Search efforts continued throughout the night, with crews from Miami-Dade Fire and Rescue working alongside three other state task forces, Miami-Dade Fire Chief Alan Comisky said. International crews from Mexico and Israel arrived on the scene to help on Friday.
The Federal Emergency Management Agency said it sent three Urban Search and Rescue teams to assist with the search.
Additionally, structural engineers have been shoring up other places — such as areas near a parking garage underneath the rubble — to allow crews to tunnel underneath with light machinery.
“We have the best people for the job, and we have the right people for the job. The people who are here are highly skilled and trained,” Cava said. “They continue to believe that there are people that they can reach.”
Building officials: There were no known structural issues
With the cause of the collapse seemingly out of reach in the immediate days, officials familiar with the building have repeatedly said they were not aware of problems that could lead to its collapse.
Donna DiMaggio Berger, an attorney for the Champlain Towers condo association, said board members did not know any information that would have foreshadowed Thursday’s disaster.
The building was undergoing a 40-year recertification process, and the board only knew what the engineer’s certification report included in terms of repair work, she said.
“Typical things that an engineer looks for in a certification report in Miami-Dade and Broward County, which are the two counties that require this kind of certification, is a review of the roof, the HVAC system, electrical, plumbing, and the building envelope,” Berger told CNN.
“But certainly, there was nothing hazardous that was outlined in that report, anything that would have proven to be a danger to life.”
She reiterated the building was safe to live in, as far as she and the board members knew.
The complex was constructed in 1981, according to online Miami-Dade property records. Building standards were strengthened after the highly destructive Hurricane Andrew in 1992.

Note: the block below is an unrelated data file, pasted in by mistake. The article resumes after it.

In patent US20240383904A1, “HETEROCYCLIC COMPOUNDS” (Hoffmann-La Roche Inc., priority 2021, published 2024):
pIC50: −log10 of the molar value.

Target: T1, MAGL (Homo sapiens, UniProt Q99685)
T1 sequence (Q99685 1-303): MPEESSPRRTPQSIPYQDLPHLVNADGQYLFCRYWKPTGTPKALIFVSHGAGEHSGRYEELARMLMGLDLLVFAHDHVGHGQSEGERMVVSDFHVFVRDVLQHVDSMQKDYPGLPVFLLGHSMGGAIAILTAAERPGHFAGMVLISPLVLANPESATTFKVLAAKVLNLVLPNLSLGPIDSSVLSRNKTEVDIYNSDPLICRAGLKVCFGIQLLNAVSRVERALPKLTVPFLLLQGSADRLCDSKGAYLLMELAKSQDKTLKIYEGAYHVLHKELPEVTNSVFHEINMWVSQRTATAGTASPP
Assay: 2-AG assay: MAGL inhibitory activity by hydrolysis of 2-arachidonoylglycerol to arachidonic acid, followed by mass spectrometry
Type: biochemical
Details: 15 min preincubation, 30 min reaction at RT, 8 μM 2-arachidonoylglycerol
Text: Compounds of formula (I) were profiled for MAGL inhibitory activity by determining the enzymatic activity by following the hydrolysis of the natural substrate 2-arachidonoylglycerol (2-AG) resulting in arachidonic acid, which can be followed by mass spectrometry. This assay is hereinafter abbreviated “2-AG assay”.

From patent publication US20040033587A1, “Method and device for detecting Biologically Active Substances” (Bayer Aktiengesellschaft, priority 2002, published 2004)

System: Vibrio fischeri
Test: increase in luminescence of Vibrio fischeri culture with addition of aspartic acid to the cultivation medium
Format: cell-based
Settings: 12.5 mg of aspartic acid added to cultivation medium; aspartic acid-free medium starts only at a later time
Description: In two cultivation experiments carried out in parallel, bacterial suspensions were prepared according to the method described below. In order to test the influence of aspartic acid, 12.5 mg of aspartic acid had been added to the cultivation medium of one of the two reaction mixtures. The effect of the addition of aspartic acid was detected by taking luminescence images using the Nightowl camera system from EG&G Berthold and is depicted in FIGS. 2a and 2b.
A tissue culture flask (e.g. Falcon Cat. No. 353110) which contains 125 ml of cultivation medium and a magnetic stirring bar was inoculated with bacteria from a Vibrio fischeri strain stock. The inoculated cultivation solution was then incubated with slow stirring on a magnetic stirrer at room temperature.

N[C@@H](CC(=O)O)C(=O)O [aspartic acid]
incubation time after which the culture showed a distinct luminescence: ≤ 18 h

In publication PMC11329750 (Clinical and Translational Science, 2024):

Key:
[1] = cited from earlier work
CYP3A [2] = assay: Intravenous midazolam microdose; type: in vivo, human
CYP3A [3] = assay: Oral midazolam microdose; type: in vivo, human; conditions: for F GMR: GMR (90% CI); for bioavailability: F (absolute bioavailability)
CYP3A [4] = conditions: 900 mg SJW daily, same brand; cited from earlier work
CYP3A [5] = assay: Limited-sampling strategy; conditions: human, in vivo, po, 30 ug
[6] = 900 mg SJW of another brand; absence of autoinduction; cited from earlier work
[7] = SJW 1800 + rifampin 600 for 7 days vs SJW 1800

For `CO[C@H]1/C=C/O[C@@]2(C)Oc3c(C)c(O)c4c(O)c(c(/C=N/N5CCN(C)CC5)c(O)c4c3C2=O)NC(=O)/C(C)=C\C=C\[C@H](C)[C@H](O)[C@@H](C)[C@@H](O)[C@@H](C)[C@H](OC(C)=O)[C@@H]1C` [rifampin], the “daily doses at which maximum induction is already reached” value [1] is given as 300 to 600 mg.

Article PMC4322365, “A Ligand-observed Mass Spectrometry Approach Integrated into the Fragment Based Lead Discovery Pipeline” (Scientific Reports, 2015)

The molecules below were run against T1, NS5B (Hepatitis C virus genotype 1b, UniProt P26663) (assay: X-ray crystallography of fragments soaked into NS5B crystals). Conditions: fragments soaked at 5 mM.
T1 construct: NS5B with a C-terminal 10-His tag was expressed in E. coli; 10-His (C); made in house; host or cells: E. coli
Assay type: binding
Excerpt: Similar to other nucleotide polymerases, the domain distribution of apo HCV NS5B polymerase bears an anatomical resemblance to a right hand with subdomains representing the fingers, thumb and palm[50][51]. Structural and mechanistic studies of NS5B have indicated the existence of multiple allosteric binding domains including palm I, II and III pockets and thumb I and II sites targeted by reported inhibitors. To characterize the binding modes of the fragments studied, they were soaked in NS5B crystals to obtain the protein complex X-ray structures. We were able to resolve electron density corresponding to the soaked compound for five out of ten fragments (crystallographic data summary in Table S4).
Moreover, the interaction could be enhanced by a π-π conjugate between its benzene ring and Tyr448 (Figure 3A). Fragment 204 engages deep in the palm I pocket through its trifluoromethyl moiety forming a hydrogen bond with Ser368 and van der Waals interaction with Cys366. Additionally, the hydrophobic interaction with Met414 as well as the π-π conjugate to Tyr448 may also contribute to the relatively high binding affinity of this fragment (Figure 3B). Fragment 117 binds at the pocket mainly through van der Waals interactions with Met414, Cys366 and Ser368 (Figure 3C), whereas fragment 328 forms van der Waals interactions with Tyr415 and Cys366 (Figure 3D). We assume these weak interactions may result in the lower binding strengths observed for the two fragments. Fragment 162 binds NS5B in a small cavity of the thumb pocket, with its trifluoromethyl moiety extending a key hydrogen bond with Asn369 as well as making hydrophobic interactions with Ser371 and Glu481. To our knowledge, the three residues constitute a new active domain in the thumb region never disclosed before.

“What that tells you is … nothing like this was foreseeable, at least it wasn’t seen by the engineers who were looking at the building from a structural perspective,” Kenneth Direktor, an attorney for the association of residents at the condo, told CNN previously.
Direktor, an attorney for the association of residents at the condo, said the building had “thorough engineering inspections over the last several months” in preparation for compliance with a 40-year certification.
A class-action lawsuit filed Thursday alleges that the association of the collapsed condo is responsible for “failures to secure and safeguard” the lives and property of condo owners.
Direktor responded on behalf of the association saying, “I don’t know what caused this building to fall down … The engineers don’t know with certainty what caused this building to fall down.”
CNN’s Rosa Flores reported from Surfside; Steve Almasy and Ray Sanchez reported and wrote from Atlanta. Curt Devine, Rebekah Riess, Amanda Watts, Sara Weisfeldt, Theresa Waldrop, Ana Zuniga, Melissa Alonso, Jamiel Lynch, Camille Furst, Abel Alvarado, Kristen Holmes, Valentina Moreira, Gerardo Lemos and Radina Gigova contributed to this report.,